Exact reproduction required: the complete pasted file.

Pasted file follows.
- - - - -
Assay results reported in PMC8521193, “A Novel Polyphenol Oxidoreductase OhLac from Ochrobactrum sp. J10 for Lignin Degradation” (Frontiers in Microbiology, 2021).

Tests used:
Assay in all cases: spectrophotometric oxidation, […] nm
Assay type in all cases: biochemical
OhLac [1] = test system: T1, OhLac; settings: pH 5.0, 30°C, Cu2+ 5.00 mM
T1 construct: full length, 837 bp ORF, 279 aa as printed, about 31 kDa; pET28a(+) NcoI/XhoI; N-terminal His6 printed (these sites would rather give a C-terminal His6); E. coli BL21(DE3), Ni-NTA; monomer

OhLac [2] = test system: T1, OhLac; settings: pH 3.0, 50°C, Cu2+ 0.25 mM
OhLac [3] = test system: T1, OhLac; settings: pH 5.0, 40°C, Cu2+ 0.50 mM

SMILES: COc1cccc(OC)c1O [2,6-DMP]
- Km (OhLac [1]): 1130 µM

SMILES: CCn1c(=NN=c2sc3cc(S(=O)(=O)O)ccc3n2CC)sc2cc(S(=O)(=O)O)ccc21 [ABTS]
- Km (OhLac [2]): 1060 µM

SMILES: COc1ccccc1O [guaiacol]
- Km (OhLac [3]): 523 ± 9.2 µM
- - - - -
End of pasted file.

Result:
Assay results reported in PMC8521193, “A Novel Polyphenol Oxidoreductase OhLac from Ochrobactrum sp. J10 for Lignin Degradation” (Frontiers in Microbiology, 2021).

Tests used:
Assay in all cases: spectrophotometric oxidation, […] nm
Assay type in all cases: biochemical
OhLac [1] = test system: T1, OhLac; settings: pH 5.0, 30°C, Cu2+ 5.00 mM
T1 construct: full length, 837 bp ORF, 279 aa as printed, about 31 kDa; pET28a(+) NcoI/XhoI; N-terminal His6 printed (these sites would rather give a C-terminal His6); E. coli BL21(DE3), Ni-NTA; monomer

OhLac [2] = test system: T1, OhLac; settings: pH 3.0, 50°C, Cu2+ 0.25 mM
OhLac [3] = test system: T1, OhLac; settings: pH 5.0, 40°C, Cu2+ 0.50 mM

SMILES: COc1cccc(OC)c1O [2,6-DMP]
- Km (OhLac [1]): 1130 µM

SMILES: CCn1c(=NN=c2sc3cc(S(=O)(=O)O)ccc3n2CC)sc2cc(S(=O)(=O)O)ccc21 [ABTS]
- Km (OhLac [2]): 1060 µM

SMILES: COc1ccccc1O [guaiacol]
- Km (OhLac [3]): 523 ± 9.2 µM